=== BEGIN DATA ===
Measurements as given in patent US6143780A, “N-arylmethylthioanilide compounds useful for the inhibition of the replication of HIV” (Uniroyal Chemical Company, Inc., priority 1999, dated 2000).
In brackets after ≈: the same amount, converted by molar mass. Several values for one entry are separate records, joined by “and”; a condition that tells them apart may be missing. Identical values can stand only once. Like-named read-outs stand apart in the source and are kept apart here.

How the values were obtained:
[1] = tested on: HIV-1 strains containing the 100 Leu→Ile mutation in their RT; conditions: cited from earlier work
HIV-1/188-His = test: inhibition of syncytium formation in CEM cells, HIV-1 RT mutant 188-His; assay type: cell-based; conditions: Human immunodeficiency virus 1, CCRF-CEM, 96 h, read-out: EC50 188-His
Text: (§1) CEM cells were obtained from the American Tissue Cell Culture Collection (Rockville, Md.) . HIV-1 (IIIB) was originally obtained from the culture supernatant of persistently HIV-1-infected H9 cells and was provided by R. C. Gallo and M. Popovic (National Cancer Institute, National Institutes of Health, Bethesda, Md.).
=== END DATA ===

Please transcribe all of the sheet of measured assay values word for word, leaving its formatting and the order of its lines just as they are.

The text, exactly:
Measurements as given in patent US6143780A, “N-arylmethylthioanilide compounds useful for the inhibition of the replication of HIV” (Uniroyal Chemical Company, Inc., priority 1999, dated 2000).
In brackets after ≈: the same amount, converted by molar mass. Several values for one entry are separate records, joined by “and”; a condition that tells them apart may be missing. Identical values can stand only once. Like-named read-outs stand apart in the source and are kept apart here.

How the values were obtained:
[1] = tested on: HIV-1 strains containing the 100 Leu→Ile mutation in their RT; conditions: cited from earlier work
HIV-1/188-His = test: inhibition of syncytium formation in CEM cells, HIV-1 RT mutant 188-His; assay type: cell-based; conditions: Human immunodeficiency virus 1, CCRF-CEM, 96 h, read-out: EC50 188-His
Text: (§1) CEM cells were obtained from the American Tissue Cell Culture Collection (Rockville, Md.) . HIV-1 (IIIB) was originally obtained from the culture supernatant of persistently HIV-1-infected H9 cells and was provided by R. C. Gallo and M. Popovic (National Cancer Institute, National Institutes of Health, Bethesda, Md.).